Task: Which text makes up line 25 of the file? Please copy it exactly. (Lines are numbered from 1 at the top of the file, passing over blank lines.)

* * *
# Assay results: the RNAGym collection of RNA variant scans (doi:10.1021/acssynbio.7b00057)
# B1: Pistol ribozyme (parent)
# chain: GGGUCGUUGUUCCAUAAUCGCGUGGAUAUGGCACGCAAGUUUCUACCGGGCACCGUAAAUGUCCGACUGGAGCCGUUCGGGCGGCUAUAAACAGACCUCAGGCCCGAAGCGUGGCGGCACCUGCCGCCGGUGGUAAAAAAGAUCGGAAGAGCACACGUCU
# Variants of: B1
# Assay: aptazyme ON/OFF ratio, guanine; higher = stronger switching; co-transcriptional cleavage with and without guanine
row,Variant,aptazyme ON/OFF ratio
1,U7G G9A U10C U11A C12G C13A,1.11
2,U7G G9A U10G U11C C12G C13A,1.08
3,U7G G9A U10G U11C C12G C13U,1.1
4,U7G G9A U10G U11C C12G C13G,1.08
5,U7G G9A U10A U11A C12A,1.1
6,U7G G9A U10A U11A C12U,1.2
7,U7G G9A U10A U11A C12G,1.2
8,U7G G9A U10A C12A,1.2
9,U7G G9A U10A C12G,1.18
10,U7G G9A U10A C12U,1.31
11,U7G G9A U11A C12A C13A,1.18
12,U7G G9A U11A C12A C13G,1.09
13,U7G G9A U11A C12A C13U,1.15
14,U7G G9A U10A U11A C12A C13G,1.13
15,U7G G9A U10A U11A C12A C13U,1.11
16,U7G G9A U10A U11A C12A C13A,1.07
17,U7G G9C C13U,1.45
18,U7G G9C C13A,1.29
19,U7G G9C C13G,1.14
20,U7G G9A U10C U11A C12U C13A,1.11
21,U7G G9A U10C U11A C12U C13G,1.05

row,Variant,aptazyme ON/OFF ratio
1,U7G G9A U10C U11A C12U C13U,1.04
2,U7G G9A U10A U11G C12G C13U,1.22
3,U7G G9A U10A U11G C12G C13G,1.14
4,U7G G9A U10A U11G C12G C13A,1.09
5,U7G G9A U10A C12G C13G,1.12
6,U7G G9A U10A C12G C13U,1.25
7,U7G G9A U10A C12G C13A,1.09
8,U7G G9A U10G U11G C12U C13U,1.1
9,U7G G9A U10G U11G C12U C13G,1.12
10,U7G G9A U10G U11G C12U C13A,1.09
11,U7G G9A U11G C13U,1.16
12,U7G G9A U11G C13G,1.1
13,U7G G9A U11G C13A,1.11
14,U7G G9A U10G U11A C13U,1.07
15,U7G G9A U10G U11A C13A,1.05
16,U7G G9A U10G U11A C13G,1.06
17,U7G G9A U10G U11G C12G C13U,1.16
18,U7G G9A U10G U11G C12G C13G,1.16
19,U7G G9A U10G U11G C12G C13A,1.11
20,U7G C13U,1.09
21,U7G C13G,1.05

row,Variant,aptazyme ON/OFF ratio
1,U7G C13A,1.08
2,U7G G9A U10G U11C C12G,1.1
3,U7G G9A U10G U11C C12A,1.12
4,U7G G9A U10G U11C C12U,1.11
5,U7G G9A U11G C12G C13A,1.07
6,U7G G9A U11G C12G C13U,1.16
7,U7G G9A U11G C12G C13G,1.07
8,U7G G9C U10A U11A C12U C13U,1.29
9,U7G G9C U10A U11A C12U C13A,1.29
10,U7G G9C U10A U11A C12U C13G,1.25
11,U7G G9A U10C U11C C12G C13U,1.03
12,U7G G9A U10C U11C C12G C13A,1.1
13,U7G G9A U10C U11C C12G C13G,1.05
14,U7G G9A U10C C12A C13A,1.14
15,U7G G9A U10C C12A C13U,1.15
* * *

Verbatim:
19,U7G G9C C13G,1.14